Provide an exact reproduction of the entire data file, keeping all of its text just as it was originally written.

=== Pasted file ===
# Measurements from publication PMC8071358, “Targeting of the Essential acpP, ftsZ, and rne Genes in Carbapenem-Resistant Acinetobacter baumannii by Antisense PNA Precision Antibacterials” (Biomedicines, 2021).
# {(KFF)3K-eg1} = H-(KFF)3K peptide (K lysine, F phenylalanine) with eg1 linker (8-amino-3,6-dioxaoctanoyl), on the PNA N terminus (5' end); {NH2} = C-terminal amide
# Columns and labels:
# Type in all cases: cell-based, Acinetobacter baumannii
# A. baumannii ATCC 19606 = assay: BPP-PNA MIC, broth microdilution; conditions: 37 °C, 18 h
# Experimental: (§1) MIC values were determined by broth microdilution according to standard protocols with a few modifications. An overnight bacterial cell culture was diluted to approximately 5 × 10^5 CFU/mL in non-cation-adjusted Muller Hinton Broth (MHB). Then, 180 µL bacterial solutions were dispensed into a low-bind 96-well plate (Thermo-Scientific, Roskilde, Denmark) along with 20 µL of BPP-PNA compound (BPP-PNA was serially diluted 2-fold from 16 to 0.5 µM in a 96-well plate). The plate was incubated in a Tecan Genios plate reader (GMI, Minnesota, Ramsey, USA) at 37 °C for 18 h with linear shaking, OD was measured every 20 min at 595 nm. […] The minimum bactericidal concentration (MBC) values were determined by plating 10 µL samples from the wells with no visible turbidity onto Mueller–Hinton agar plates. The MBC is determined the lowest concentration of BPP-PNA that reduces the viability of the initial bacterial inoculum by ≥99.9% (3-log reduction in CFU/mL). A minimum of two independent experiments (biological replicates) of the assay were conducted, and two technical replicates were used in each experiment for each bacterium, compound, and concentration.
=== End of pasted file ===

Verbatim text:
# Measurements from publication PMC8071358, “Targeting of the Essential acpP, ftsZ, and rne Genes in Carbapenem-Resistant Acinetobacter baumannii by Antisense PNA Precision Antibacterials” (Biomedicines, 2021).
# {(KFF)3K-eg1} = H-(KFF)3K peptide (K lysine, F phenylalanine) with eg1 linker (8-amino-3,6-dioxaoctanoyl), on the PNA N terminus (5' end); {NH2} = C-terminal amide
# Columns and labels:
# Type in all cases: cell-based, Acinetobacter baumannii
# A. baumannii ATCC 19606 = assay: BPP-PNA MIC, broth microdilution; conditions: 37 °C, 18 h
# Experimental: (§1) MIC values were determined by broth microdilution according to standard protocols with a few modifications. An overnight bacterial cell culture was diluted to approximately 5 × 10^5 CFU/mL in non-cation-adjusted Muller Hinton Broth (MHB). Then, 180 µL bacterial solutions were dispensed into a low-bind 96-well plate (Thermo-Scientific, Roskilde, Denmark) along with 20 µL of BPP-PNA compound (BPP-PNA was serially diluted 2-fold from 16 to 0.5 µM in a 96-well plate). The plate was incubated in a Tecan Genios plate reader (GMI, Minnesota, Ramsey, USA) at 37 °C for 18 h with linear shaking, OD was measured every 20 min at 595 nm. […] The minimum bactericidal concentration (MBC) values were determined by plating 10 µL samples from the wells with no visible turbidity onto Mueller–Hinton agar plates. The MBC is determined the lowest concentration of BPP-PNA that reduces the viability of the initial bacterial inoculum by ≥99.9% (3-log reduction in CFU/mL). A minimum of two independent experiments (biological replicates) of the assay were conducted, and two technical replicates were used in each experiment for each bacterium, compound, and concentration.